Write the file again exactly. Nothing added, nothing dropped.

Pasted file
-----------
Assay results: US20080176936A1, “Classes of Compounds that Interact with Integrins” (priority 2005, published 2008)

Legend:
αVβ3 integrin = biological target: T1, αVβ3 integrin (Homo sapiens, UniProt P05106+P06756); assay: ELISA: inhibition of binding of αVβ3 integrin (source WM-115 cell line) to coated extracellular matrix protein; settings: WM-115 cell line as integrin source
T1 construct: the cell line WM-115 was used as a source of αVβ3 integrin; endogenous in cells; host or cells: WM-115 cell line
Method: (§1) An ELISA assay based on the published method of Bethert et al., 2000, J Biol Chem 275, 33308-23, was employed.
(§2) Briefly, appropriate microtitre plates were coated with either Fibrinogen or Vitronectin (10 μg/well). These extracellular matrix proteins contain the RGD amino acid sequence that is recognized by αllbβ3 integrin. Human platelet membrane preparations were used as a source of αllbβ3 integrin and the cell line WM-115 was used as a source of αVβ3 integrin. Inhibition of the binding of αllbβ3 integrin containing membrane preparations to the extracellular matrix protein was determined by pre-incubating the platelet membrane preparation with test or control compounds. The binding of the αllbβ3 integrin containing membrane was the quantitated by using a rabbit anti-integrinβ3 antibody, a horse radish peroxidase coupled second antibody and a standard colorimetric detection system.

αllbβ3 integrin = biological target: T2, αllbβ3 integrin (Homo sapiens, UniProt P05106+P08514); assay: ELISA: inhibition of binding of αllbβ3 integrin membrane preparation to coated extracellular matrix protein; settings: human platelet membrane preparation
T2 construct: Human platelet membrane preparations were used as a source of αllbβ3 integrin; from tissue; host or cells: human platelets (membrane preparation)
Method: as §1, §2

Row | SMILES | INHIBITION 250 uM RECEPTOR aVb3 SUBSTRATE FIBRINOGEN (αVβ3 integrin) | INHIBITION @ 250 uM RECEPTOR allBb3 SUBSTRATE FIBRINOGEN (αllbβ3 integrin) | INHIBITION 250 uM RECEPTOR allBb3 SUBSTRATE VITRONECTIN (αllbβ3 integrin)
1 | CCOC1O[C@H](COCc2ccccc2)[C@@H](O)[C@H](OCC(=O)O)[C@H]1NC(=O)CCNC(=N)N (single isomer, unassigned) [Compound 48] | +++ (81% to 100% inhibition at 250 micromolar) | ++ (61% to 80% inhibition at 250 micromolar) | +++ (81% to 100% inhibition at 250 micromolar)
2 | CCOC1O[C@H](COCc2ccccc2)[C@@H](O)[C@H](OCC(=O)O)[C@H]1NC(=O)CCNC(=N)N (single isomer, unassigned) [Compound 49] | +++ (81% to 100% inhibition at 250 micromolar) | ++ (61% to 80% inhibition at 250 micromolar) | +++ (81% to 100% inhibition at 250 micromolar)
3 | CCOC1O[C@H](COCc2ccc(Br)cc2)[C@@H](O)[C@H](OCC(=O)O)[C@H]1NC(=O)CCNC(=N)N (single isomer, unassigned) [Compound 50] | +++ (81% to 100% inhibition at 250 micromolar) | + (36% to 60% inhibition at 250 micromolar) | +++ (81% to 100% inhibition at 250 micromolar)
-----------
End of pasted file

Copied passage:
Assay results: US20080176936A1, “Classes of Compounds that Interact with Integrins” (priority 2005, published 2008)

Legend:
αVβ3 integrin = biological target: T1, αVβ3 integrin (Homo sapiens, UniProt P05106+P06756); assay: ELISA: inhibition of binding of αVβ3 integrin (source WM-115 cell line) to coated extracellular matrix protein; settings: WM-115 cell line as integrin source
T1 construct: the cell line WM-115 was used as a source of αVβ3 integrin; endogenous in cells; host or cells: WM-115 cell line
Method: (§1) An ELISA assay based on the published method of Bethert et al., 2000, J Biol Chem 275, 33308-23, was employed.
(§2) Briefly, appropriate microtitre plates were coated with either Fibrinogen or Vitronectin (10 μg/well). These extracellular matrix proteins contain the RGD amino acid sequence that is recognized by αllbβ3 integrin. Human platelet membrane preparations were used as a source of αllbβ3 integrin and the cell line WM-115 was used as a source of αVβ3 integrin. Inhibition of the binding of αllbβ3 integrin containing membrane preparations to the extracellular matrix protein was determined by pre-incubating the platelet membrane preparation with test or control compounds. The binding of the αllbβ3 integrin containing membrane was the quantitated by using a rabbit anti-integrinβ3 antibody, a horse radish peroxidase coupled second antibody and a standard colorimetric detection system.

αllbβ3 integrin = biological target: T2, αllbβ3 integrin (Homo sapiens, UniProt P05106+P08514); assay: ELISA: inhibition of binding of αllbβ3 integrin membrane preparation to coated extracellular matrix protein; settings: human platelet membrane preparation
T2 construct: Human platelet membrane preparations were used as a source of αllbβ3 integrin; from tissue; host or cells: human platelets (membrane preparation)
Method: as §1, §2

Row | SMILES | INHIBITION 250 uM RECEPTOR aVb3 SUBSTRATE FIBRINOGEN (αVβ3 integrin) | INHIBITION @ 250 uM RECEPTOR allBb3 SUBSTRATE FIBRINOGEN (αllbβ3 integrin) | INHIBITION 250 uM RECEPTOR allBb3 SUBSTRATE VITRONECTIN (αllbβ3 integrin)
1 | CCOC1O[C@H](COCc2ccccc2)[C@@H](O)[C@H](OCC(=O)O)[C@H]1NC(=O)CCNC(=N)N (single isomer, unassigned) [Compound 48] | +++ (81% to 100% inhibition at 250 micromolar) | ++ (61% to 80% inhibition at 250 micromolar) | +++ (81% to 100% inhibition at 250 micromolar)
2 | CCOC1O[C@H](COCc2ccccc2)[C@@H](O)[C@H](OCC(=O)O)[C@H]1NC(=O)CCNC(=N)N (single isomer, unassigned) [Compound 49] | +++ (81% to 100% inhibition at 250 micromolar) | ++ (61% to 80% inhibition at 250 micromolar) | +++ (81% to 100% inhibition at 250 micromolar)
3 | CCOC1O[C@H](COCc2ccc(Br)cc2)[C@@H](O)[C@H](OCC(=O)O)[C@H]1NC(=O)CCNC(=N)N (single isomer, unassigned) [Compound 50] | +++ (81% to 100% inhibition at 250 micromolar) | + (36% to 60% inhibition at 250 micromolar) | +++ (81% to 100% inhibition at 250 micromolar)